even if the customer has to swish their finger across the screen 6 times for one pattern and then another 6. and then YOUR CODE does some nice fancy stuff with those 2 patterns to get atleast 25 entropy. then that would be great.

because a 12 entropy. if hex can be brute forced VERY quickly
because a 12 entropy. if alphanumberic can be brute forced moderately quickly
because a 12 entropy. if alphanumberic+ symbols can be brute forced reasonably quickly

but but having entropy of ATLEAST 25 digits, even if a customer only needs to swish 6-12 times atleast makes brute forcing a wallet file using a brute force script harder to achieve.

i would say that the user interface has many merits. you just need to increase the entropy using some nice maths functions bhind the scenes without causing the user too much inconvenience.

I DO NOT TRADE OR ACT AS ESCROW ON THIS FORUM EVER.
Don't take any information given on this forum on face value. Please do your own due diligence & respect what is written here as both opinion & information gleaned from experience. If you wish to seek legal FACTUAL advice, then seek the guidance of a LEGAL specialist.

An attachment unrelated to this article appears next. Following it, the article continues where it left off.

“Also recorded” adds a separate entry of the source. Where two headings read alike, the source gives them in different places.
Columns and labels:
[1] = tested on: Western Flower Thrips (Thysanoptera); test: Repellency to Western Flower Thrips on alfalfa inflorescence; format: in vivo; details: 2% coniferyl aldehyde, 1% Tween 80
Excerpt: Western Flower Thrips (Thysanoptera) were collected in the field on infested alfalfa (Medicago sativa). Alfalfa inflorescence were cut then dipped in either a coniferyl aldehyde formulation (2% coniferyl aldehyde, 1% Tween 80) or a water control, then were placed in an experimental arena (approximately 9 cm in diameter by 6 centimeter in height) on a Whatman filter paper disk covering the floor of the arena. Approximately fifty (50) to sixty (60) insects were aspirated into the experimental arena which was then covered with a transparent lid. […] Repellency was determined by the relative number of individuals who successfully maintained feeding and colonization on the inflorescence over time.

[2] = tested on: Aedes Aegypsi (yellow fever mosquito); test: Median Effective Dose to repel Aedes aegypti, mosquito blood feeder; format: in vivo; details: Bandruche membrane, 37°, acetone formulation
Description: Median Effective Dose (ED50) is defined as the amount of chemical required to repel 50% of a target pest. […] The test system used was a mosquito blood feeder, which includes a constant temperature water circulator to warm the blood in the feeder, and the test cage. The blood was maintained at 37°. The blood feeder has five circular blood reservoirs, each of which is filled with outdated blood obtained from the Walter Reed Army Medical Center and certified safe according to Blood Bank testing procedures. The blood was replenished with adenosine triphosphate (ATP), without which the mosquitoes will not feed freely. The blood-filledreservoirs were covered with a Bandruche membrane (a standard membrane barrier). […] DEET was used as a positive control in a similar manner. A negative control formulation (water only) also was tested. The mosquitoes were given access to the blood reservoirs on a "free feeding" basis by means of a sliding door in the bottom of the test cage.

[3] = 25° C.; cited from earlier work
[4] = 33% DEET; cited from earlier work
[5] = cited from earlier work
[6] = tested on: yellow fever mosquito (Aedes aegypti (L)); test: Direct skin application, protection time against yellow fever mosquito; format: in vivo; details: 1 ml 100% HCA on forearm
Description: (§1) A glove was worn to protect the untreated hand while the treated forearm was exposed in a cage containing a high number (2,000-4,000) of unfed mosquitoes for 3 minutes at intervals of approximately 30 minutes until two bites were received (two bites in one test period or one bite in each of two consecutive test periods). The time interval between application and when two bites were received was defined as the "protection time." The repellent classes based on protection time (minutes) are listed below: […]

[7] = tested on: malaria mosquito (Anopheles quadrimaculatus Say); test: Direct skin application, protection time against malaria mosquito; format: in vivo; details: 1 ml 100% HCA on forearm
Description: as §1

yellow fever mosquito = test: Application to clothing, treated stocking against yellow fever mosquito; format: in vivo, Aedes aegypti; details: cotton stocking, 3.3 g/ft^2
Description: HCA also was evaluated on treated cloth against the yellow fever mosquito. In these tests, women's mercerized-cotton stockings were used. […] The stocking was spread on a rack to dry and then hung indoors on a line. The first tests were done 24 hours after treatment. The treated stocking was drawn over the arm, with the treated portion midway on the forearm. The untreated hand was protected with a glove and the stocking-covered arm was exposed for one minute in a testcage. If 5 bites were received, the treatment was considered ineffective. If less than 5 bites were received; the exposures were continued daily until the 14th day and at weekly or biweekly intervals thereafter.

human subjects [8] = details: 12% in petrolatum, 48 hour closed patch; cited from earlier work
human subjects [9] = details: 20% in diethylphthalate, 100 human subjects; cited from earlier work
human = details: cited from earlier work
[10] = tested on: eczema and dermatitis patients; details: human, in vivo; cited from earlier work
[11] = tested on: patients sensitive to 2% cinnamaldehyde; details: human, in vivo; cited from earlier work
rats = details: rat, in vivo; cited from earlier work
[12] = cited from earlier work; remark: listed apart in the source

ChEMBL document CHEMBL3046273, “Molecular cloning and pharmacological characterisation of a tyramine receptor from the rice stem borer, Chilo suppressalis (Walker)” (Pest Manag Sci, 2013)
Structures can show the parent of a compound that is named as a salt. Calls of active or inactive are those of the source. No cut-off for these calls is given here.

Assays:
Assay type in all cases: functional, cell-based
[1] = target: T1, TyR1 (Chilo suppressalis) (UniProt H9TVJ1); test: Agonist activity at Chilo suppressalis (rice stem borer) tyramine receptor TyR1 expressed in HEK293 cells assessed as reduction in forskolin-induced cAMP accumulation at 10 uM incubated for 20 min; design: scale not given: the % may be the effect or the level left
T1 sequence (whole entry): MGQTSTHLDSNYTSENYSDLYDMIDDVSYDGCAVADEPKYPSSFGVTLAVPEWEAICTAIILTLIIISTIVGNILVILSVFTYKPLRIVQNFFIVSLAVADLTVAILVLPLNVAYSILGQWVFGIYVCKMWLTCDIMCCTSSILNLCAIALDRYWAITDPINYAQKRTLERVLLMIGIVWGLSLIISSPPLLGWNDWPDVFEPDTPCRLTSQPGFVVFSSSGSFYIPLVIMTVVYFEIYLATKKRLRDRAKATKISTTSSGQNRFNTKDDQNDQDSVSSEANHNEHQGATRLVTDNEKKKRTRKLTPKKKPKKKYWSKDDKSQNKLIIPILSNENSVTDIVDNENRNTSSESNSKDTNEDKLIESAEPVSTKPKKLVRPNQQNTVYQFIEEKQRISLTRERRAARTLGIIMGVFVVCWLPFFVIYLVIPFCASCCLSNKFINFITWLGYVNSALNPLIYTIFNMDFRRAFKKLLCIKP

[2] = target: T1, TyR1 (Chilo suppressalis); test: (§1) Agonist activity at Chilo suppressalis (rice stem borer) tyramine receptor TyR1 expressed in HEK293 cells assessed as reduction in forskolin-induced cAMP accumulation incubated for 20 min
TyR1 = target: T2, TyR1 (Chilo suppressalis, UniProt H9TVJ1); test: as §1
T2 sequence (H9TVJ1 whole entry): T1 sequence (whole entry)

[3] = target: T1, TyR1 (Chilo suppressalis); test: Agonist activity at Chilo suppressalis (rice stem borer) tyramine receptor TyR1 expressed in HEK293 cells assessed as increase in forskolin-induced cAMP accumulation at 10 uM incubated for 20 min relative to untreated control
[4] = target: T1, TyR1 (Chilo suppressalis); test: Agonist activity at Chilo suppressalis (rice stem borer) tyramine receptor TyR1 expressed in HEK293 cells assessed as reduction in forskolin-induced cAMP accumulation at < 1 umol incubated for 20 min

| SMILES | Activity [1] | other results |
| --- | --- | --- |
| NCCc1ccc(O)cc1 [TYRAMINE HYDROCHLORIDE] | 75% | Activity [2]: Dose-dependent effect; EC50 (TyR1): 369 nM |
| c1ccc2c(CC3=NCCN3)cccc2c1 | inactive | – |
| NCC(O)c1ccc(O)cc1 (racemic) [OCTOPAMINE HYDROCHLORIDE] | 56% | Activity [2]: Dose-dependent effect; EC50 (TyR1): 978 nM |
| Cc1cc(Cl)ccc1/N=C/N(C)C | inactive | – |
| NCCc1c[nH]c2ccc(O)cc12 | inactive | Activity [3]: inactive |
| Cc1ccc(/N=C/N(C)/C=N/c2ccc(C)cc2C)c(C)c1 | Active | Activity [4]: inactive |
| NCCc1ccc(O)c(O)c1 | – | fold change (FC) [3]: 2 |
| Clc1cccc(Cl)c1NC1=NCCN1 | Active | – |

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September 24, 2014, 04:40:20 PM
 #9

nice one

only think i doubt how we will able to use this daemon ?
when running it on a remote server

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bobby6killers
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September 24, 2014, 07:10:39 PM
 #10

nice one

only think i doubt how we will able to use this daemon ?
when running it on a remote server

Unfortunately not as it relies on mouse or touch input

bobby6killers
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September 24, 2014, 07:16:20 PM
 #11

I am interested I want to use it Cheesy

Cool, come over and try it out Smiley
https://bitcointalk.org/index.php?topic=737771

killakem
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September 24, 2014, 08:23:21 PM
 #12

Thanks franky1, for your suggestions. We will see what we can come up with.